MAZE: Silky Soul/Back To Basics (Robinsongs)

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Frankie Beverly’s Maze have long been real favourites with the soul cognoscenti. Even casual fans will be aware of their exquisite ‘Joy And Pain’ track – still popular in the nation’s dance emporia! Most record retailers (on and off line) will have any number of greatest hits/best of packages which will allow you acquaintance with this superb outfit. But to really get to grips with the subtleties of Maze music you really do need specific albums and here reissue label Robinsongs pair the band’s last two proper albums…. 1989’s ‘Silky Soul’ and ‘Back To Basics’ from ’93.

Maze’s pedigree, of course, goes back to the early 60s when young and hopeful Philadelphia singer Frankie Beverly formed a band called The Butlers. In 1969 the Butlers became Raw Soul and moved to the West Coast to try their luck. There they were spotted by no less than Marvin Gaye who got them a deal with Capitol Records and had them open his live shows for him but only after he’d suggested a name change to Maze.

At Capitol Frankie and Maze perfected a smooth soul style that ran contrary to the then popular disco and funk that was dominating back music. After 8 albums at Capitol (seven Golds, by the way), Maze switched to Warners and the first fruit was the still-lovely ‘Silky Soul’ album. The album title is a perfect summation of the Maze sound….silky smooth with a real soulful depth. The lead single ‘Can’t Get Over You’ was an R&B chart topper, deservedly so: but the album’s real gem is the title tune. ‘Silky Soul’ is a warm homage to Marvin Gaye – lyrically and sonically. Beverly and Gaye enjoyed a close relationship (some commentators even suggest that the two “shared” Gaye’s second wife, Jan. It is detailed that Gaye paid for Frankie and Jan to holiday in the Caribbean together!). Whatever, Beverly revered Gaye as his mentor and you’ll hear no finer Marvin tribute than ‘Silky Soul’. Another album highlight is ‘Mandela’. Written when the statesman was sill in gaol, the potent song helped raise awareness of his plight.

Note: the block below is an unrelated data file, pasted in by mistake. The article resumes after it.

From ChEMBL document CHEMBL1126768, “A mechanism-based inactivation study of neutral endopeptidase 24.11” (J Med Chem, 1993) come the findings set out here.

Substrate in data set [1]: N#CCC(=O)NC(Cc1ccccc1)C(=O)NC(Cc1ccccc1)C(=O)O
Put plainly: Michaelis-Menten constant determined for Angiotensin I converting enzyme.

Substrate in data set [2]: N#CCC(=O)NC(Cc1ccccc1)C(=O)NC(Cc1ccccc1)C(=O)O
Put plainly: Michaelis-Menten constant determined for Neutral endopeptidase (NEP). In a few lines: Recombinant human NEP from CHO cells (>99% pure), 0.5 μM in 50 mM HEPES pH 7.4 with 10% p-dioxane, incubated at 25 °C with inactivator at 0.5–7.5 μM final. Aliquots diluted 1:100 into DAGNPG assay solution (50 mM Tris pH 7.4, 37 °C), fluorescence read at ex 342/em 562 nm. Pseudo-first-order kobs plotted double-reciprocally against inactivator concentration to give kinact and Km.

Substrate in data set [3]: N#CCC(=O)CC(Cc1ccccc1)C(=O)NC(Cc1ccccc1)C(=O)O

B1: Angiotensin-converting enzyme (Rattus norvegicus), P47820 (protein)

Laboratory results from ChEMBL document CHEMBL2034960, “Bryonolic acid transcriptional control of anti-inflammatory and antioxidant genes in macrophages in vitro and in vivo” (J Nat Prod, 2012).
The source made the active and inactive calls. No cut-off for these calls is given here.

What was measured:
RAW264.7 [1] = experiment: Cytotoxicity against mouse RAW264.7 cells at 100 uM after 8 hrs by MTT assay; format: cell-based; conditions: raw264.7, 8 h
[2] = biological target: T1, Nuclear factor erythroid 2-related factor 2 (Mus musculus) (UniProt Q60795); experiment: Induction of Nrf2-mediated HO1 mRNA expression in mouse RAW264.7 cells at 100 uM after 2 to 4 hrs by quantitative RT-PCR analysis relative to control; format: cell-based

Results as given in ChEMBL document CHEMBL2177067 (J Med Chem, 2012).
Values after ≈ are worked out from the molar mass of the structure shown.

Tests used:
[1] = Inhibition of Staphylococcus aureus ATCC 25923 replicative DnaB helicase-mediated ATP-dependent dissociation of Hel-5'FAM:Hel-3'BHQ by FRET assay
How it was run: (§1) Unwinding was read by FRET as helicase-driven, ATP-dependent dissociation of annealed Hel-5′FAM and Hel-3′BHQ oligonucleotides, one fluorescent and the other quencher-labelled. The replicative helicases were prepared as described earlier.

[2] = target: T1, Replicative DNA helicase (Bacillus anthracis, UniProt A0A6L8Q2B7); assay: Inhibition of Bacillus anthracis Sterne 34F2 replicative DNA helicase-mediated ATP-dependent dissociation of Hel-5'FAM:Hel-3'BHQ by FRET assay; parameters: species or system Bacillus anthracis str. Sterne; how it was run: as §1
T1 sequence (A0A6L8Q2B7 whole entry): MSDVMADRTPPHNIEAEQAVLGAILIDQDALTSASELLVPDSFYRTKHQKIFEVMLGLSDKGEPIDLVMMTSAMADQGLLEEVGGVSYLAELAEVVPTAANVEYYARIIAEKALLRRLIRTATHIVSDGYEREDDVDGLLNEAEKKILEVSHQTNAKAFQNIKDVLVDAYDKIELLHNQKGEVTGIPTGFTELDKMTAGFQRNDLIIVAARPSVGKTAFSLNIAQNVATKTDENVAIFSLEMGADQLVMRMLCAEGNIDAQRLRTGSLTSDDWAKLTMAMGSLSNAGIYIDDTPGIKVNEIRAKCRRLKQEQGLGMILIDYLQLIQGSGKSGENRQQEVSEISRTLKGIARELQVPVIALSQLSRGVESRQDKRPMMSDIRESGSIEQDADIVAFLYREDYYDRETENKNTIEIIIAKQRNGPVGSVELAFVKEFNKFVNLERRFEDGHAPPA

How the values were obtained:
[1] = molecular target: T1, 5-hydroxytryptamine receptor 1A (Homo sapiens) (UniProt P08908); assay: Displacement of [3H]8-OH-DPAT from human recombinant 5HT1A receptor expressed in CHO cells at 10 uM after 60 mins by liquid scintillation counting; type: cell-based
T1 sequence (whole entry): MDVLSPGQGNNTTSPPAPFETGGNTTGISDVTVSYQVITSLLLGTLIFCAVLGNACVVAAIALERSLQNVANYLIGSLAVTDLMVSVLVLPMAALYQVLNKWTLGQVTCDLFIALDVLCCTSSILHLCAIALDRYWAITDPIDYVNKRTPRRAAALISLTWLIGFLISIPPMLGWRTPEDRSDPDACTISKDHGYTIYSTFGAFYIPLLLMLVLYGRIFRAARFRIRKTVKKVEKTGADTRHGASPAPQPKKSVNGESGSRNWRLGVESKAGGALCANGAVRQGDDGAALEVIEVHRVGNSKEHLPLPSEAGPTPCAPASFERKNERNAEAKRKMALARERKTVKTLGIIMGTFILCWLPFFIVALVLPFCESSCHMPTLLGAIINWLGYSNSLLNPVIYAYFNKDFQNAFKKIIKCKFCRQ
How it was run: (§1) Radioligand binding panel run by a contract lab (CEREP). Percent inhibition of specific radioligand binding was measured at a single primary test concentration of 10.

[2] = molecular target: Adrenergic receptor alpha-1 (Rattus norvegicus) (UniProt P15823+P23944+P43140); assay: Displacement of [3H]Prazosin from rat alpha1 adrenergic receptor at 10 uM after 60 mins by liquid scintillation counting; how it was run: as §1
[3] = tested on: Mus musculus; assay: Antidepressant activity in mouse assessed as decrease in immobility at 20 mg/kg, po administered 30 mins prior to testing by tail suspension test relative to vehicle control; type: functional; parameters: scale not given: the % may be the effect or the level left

The second CD in this pack offers ‘Back To Basics’, the band’s final Warners album. Sonically, the nine tracker was similar in feel to ‘Silky Soul’ with the exception, maybe, being the choppy, synth-led instrumental ‘Twilight’ which always crops up on those ‘best of’ sets. Highlights abound – notably ‘Love Is’, a cut that has everything that makes Maze music so special. But dip in anywhere and you’ll enjoy something really special, “silky soul”, if you would.

With concise sleeve notes from our very own Charles Waring this twofer makes an excellent introduction to Maze and their music.

(BB) 4/5